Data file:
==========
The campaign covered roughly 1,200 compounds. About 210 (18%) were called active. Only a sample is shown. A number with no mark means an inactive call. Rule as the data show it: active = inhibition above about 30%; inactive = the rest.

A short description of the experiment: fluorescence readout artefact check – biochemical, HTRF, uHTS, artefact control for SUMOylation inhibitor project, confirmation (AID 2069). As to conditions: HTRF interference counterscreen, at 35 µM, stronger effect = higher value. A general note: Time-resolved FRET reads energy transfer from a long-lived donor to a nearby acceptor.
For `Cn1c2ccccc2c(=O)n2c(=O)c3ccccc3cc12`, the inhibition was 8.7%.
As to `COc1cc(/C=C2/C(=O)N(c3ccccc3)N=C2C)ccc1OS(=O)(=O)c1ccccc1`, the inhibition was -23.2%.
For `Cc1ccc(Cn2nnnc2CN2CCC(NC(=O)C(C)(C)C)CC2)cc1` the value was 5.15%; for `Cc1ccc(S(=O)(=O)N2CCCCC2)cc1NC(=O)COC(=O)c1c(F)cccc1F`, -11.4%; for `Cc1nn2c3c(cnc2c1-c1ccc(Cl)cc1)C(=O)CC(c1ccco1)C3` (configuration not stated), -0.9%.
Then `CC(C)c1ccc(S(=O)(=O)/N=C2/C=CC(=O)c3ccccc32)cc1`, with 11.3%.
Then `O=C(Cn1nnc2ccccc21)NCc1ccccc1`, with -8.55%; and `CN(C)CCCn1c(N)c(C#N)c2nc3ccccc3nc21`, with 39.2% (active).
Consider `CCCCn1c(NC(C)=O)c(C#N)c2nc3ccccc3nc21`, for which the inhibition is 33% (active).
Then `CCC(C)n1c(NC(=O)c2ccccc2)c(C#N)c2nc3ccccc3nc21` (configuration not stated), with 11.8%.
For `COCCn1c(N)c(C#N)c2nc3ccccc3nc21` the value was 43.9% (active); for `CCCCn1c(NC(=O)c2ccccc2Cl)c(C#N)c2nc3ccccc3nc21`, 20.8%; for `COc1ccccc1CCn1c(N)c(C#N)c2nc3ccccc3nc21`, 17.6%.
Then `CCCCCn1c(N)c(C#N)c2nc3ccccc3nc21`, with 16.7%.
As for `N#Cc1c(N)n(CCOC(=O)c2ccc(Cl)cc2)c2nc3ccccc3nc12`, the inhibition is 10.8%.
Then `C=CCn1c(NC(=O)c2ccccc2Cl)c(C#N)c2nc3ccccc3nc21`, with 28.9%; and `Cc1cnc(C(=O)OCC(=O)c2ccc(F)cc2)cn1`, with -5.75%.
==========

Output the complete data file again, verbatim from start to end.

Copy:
The campaign covered roughly 1,200 compounds. About 210 (18%) were called active. Only a sample is shown. A number with no mark means an inactive call. Rule as the data show it: active = inhibition above about 30%; inactive = the rest.

A short description of the experiment: fluorescence readout artefact check – biochemical, HTRF, uHTS, artefact control for SUMOylation inhibitor project, confirmation (AID 2069). As to conditions: HTRF interference counterscreen, at 35 µM, stronger effect = higher value. A general note: Time-resolved FRET reads energy transfer from a long-lived donor to a nearby acceptor.
For `Cn1c2ccccc2c(=O)n2c(=O)c3ccccc3cc12`, the inhibition was 8.7%.
As to `COc1cc(/C=C2/C(=O)N(c3ccccc3)N=C2C)ccc1OS(=O)(=O)c1ccccc1`, the inhibition was -23.2%.
For `Cc1ccc(Cn2nnnc2CN2CCC(NC(=O)C(C)(C)C)CC2)cc1` the value was 5.15%; for `Cc1ccc(S(=O)(=O)N2CCCCC2)cc1NC(=O)COC(=O)c1c(F)cccc1F`, -11.4%; for `Cc1nn2c3c(cnc2c1-c1ccc(Cl)cc1)C(=O)CC(c1ccco1)C3` (configuration not stated), -0.9%.
Then `CC(C)c1ccc(S(=O)(=O)/N=C2/C=CC(=O)c3ccccc32)cc1`, with 11.3%.
Then `O=C(Cn1nnc2ccccc21)NCc1ccccc1`, with -8.55%; and `CN(C)CCCn1c(N)c(C#N)c2nc3ccccc3nc21`, with 39.2% (active).
Consider `CCCCn1c(NC(C)=O)c(C#N)c2nc3ccccc3nc21`, for which the inhibition is 33% (active).
Then `CCC(C)n1c(NC(=O)c2ccccc2)c(C#N)c2nc3ccccc3nc21` (configuration not stated), with 11.8%.
For `COCCn1c(N)c(C#N)c2nc3ccccc3nc21` the value was 43.9% (active); for `CCCCn1c(NC(=O)c2ccccc2Cl)c(C#N)c2nc3ccccc3nc21`, 20.8%; for `COc1ccccc1CCn1c(N)c(C#N)c2nc3ccccc3nc21`, 17.6%.
Then `CCCCCn1c(N)c(C#N)c2nc3ccccc3nc21`, with 16.7%.
As for `N#Cc1c(N)n(CCOC(=O)c2ccc(Cl)cc2)c2nc3ccccc3nc12`, the inhibition is 10.8%.
Then `C=CCn1c(NC(=O)c2ccccc2Cl)c(C#N)c2nc3ccccc3nc21`, with 28.9%; and `Cc1cnc(C(=O)OCC(=O)c2ccc(F)cc2)cn1`, with -5.75%.